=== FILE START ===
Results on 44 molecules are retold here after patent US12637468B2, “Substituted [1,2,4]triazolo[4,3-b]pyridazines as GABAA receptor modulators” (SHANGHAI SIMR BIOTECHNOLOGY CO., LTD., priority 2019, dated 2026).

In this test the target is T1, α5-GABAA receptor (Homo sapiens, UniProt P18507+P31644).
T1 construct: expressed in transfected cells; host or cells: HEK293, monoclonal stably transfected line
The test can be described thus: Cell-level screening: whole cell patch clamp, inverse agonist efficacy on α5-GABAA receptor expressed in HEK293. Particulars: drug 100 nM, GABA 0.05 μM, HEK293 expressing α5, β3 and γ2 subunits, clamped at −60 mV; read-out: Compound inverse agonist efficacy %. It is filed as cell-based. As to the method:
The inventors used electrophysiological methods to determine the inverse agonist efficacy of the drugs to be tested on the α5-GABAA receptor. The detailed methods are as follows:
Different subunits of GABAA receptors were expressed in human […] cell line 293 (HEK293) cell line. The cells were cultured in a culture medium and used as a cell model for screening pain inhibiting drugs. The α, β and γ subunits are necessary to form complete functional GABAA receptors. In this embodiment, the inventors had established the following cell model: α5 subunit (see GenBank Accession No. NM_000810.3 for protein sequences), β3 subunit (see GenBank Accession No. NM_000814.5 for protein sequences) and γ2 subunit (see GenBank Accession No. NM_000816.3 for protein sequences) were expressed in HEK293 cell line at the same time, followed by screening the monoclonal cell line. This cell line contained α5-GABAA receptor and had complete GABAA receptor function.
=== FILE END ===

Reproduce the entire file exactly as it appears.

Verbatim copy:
Results on 44 molecules are retold here after patent US12637468B2, “Substituted [1,2,4]triazolo[4,3-b]pyridazines as GABAA receptor modulators” (SHANGHAI SIMR BIOTECHNOLOGY CO., LTD., priority 2019, dated 2026).

In this test the target is T1, α5-GABAA receptor (Homo sapiens, UniProt P18507+P31644).
T1 construct: expressed in transfected cells; host or cells: HEK293, monoclonal stably transfected line
The test can be described thus: Cell-level screening: whole cell patch clamp, inverse agonist efficacy on α5-GABAA receptor expressed in HEK293. Particulars: drug 100 nM, GABA 0.05 μM, HEK293 expressing α5, β3 and γ2 subunits, clamped at −60 mV; read-out: Compound inverse agonist efficacy %. It is filed as cell-based. As to the method:
The inventors used electrophysiological methods to determine the inverse agonist efficacy of the drugs to be tested on the α5-GABAA receptor. The detailed methods are as follows:
Different subunits of GABAA receptors were expressed in human […] cell line 293 (HEK293) cell line. The cells were cultured in a culture medium and used as a cell model for screening pain inhibiting drugs. The α, β and γ subunits are necessary to form complete functional GABAA receptors. In this embodiment, the inventors had established the following cell model: α5 subunit (see GenBank Accession No. NM_000810.3 for protein sequences), β3 subunit (see GenBank Accession No. NM_000814.5 for protein sequences) and γ2 subunit (see GenBank Accession No. NM_000816.3 for protein sequences) were expressed in HEK293 cell line at the same time, followed by screening the monoclonal cell line. This cell line contained α5-GABAA receptor and had complete GABAA receptor function.